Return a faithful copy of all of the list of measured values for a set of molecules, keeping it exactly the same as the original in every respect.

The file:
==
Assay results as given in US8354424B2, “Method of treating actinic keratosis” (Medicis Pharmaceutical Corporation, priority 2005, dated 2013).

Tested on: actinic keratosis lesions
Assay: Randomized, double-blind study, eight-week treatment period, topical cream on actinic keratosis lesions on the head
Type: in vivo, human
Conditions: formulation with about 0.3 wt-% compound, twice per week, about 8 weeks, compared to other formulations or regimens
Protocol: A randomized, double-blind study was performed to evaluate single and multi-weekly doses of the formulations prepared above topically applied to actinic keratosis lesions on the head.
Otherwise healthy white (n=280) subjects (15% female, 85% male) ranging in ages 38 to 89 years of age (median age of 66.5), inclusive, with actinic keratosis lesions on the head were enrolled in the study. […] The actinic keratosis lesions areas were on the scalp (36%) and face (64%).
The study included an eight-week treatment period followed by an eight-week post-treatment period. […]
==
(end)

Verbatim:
Assay results as given in US8354424B2, “Method of treating actinic keratosis” (Medicis Pharmaceutical Corporation, priority 2005, dated 2013).

Tested on: actinic keratosis lesions
Assay: Randomized, double-blind study, eight-week treatment period, topical cream on actinic keratosis lesions on the head
Type: in vivo, human
Conditions: formulation with about 0.3 wt-% compound, twice per week, about 8 weeks, compared to other formulations or regimens
Protocol: A randomized, double-blind study was performed to evaluate single and multi-weekly doses of the formulations prepared above topically applied to actinic keratosis lesions on the head.
Otherwise healthy white (n=280) subjects (15% female, 85% male) ranging in ages 38 to 89 years of age (median age of 66.5), inclusive, with actinic keratosis lesions on the head were enrolled in the study. […] The actinic keratosis lesions areas were on the scalp (36%) and face (64%).
The study included an eight-week treatment period followed by an eight-week post-treatment period. […]